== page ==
post #10 of 34
I can't get one and this guys are breaking it!!!! >:/ loved the pics though. Anybody else notice there's no mention of the display? afraid they may break it?

As for the bent back case, they can just sell the battery with a brand new case!!!!
post #11 of 34
Quote:
Originally Posted by bdkennedy1 View Post

It doesn't make any sense to me at all why they would solder the battery wires to the logic board. That isn't any more reliable that using a connector. If the battery were to move around a bit, then at least you'd be able to plug the battery back in with the connector. With solder the wires would just come loose.

It looks to me that there is enough wire to flex.
post #12 of 34
What's up with the clock battery at the bottom corner of the inside case?
post #13 of 34
Quote:
Originally Posted by Wojciechowski View Post

Looks like they bent the back panel. Hope there is a better way to get into the thing if the batteries die as fast as the 1st gen ipods.

Otherwise apple is going to piss off a shit load of people.

Particularly those who are stupid enough not to read the manual/terms and never heard of Apple's Support and Service policies.
post #14 of 34
I understand the interest in disassembling an iPhone, but why on earth would you do it with an 8GB model? Save yourself $100 and get the 4GB
post #15 of 34
How difficult would it be to upgrade the flash memory?
post #16 of 34
Quote:
Originally Posted by Ireland View Post

TS couldn't take theirs apart without ruining it, it looks like 'ibeakit' didn't.

I can understand why people are interested in these deconstructions, but if you're going to destroy the product (as thinksecret clearly did), why not test its durability first? Turn it on and drop it from varying heights, "spill" some liquid over it...etc, see what kind of abuse the phone can take and then take the thing apart.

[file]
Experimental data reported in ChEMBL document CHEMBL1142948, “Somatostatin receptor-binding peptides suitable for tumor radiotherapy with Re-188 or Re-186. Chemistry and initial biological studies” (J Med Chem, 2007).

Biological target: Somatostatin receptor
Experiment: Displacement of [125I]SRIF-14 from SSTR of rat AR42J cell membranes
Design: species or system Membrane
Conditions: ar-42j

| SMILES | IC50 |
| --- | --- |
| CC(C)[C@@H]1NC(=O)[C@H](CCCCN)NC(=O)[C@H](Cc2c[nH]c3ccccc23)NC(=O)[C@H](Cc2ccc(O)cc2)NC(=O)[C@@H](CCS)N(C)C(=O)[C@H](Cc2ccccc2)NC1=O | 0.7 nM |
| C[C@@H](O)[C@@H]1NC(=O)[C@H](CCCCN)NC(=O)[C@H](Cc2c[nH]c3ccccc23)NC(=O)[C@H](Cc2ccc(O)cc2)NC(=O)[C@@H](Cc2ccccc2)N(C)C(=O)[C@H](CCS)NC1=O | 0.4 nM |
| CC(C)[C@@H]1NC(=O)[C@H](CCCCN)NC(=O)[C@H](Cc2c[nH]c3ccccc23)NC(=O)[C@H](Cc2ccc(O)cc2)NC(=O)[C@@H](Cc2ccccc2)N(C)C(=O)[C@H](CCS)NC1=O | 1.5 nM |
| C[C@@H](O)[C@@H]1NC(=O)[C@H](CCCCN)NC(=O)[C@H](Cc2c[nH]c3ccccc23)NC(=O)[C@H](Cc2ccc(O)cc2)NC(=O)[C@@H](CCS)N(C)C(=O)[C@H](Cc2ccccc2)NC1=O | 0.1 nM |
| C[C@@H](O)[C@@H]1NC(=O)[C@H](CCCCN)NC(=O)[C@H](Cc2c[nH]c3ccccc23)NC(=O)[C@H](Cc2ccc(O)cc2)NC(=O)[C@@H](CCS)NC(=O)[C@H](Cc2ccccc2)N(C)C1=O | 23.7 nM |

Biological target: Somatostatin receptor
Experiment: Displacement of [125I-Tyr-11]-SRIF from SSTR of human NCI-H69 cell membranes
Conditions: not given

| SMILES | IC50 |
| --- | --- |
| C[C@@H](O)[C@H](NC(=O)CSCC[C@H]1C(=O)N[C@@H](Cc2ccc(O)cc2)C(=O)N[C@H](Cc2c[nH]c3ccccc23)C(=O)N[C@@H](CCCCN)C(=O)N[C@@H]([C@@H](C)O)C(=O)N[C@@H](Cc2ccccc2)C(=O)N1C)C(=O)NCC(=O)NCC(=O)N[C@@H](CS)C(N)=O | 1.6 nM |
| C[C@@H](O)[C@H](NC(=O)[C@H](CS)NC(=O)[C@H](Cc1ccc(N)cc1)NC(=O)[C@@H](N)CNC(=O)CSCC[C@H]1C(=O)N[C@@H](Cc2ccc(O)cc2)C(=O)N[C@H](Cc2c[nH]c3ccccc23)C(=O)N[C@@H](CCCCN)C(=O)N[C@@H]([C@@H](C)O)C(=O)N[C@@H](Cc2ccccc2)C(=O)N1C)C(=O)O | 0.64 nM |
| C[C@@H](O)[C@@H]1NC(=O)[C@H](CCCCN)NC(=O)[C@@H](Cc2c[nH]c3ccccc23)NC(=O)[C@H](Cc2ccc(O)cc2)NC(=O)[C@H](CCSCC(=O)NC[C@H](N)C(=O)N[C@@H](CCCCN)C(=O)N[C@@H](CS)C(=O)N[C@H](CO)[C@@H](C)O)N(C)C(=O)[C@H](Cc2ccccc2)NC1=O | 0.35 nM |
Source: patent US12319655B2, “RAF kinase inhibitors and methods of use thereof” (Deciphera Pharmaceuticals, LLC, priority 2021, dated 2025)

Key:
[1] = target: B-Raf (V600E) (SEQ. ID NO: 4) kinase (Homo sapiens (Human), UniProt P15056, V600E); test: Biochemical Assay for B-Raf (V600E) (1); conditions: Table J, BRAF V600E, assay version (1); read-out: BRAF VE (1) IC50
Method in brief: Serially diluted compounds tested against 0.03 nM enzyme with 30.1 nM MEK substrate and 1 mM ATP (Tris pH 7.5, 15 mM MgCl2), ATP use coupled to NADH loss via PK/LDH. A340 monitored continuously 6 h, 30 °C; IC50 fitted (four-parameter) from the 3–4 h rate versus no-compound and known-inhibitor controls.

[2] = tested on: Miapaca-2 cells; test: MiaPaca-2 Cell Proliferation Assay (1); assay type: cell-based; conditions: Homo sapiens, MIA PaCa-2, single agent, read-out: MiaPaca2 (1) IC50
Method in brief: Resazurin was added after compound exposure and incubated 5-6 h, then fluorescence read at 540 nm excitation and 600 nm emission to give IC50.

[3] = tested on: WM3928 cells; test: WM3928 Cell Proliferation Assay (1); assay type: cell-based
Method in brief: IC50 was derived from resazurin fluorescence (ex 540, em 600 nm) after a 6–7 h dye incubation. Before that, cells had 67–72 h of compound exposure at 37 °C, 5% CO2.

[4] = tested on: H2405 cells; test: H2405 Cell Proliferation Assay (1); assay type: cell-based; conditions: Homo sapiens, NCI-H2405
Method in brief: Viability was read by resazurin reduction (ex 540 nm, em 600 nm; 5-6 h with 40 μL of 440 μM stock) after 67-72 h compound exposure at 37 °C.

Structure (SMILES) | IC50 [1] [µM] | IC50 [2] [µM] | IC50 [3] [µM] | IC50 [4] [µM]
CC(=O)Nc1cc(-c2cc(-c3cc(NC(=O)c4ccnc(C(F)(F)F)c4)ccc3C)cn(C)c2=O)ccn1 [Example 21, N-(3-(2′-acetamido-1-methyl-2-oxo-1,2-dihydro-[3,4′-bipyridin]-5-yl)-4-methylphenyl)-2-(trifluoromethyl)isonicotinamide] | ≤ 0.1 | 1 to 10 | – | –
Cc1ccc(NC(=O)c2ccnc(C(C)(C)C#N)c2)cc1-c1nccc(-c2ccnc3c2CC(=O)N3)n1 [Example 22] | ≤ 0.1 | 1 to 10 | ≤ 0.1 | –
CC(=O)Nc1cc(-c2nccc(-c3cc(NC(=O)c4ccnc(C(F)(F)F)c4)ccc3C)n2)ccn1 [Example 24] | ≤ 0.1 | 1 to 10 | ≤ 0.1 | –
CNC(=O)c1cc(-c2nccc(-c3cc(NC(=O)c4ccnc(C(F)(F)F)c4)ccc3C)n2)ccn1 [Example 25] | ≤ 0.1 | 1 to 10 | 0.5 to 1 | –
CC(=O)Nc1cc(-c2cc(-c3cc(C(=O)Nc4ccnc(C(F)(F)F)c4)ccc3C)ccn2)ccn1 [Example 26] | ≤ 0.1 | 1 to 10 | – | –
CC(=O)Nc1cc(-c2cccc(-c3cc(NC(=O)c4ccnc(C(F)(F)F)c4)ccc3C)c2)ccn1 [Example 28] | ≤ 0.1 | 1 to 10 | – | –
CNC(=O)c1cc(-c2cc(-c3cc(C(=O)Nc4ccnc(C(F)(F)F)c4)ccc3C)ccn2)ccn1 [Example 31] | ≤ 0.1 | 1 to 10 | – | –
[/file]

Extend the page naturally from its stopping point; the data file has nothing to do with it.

post #17 of 34
Quote:
Originally Posted by Neruda View Post

I can understand why people are interested in these deconstructions, but if you're going to destroy the product (as thinksecret clearly did), why not test its durability first? Turn it on and drop it from varying heights, "spill" some liquid over it...etc, see what kind of abuse the phone can take and then take the thing apart.

Because if they did that, they couldn't get their pre-mature ejaculation money shots online before someone else did.
post #18 of 34
Quote:
Originally Posted by AppleInsider View Post

A disassembly of the iPhone immediately after its public launch has revealed small, but useful, information... ]

Small information? As opposed to 'big information' presumably...
Believe nothing, no matter where you heard it, not even if I have said it, if it does not agree with your own reason and your own common sense.
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Believe nothing, no matter where you heard it, not even if I have said it, if it does not agree with your own reason and your own common sense.
Buddha
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post #19 of 34
Bang goes the theory some people had that the iPhone could be upgraded to 3G via a firmware fix.

The radio stack is based on http://www.skyworksinc.com/products_....asp?pid=11365 which doesn't support 3G.
post #20 of 34
What theory? It was the deluded raving of madmen .
post #21 of 34
Quote:
Originally Posted by Electric Monk View Post

What theory? It was the deluded raving of madmen .

It wasn't totally outlandish, just unlikely. We've already seen one stealth "hardware" upgrade but that doesn't diminish the claimed reasons that Apple put off 3G capabilities. With the n upgrade, the idea is that the drivers weren't ready, with the iPhone, the available chips supposedly weren't ready.
post #22 of 34
Quote:
Originally Posted by JeffDM View Post

It wasn't totally outlandish, just unlikely. We've already seen one stealth "hardware" upgrade but that doesn't diminish the claimed reasons that Apple put off 3G capabilities. With the n upgrade, the idea is that the drivers weren't ready, with the iPhone, the available chips supposedly weren't ready.

I'm a little disappointed Apple didn't incorporate the radio stack into the main CPU which was partly why I thought the theory was at least a vague possibility.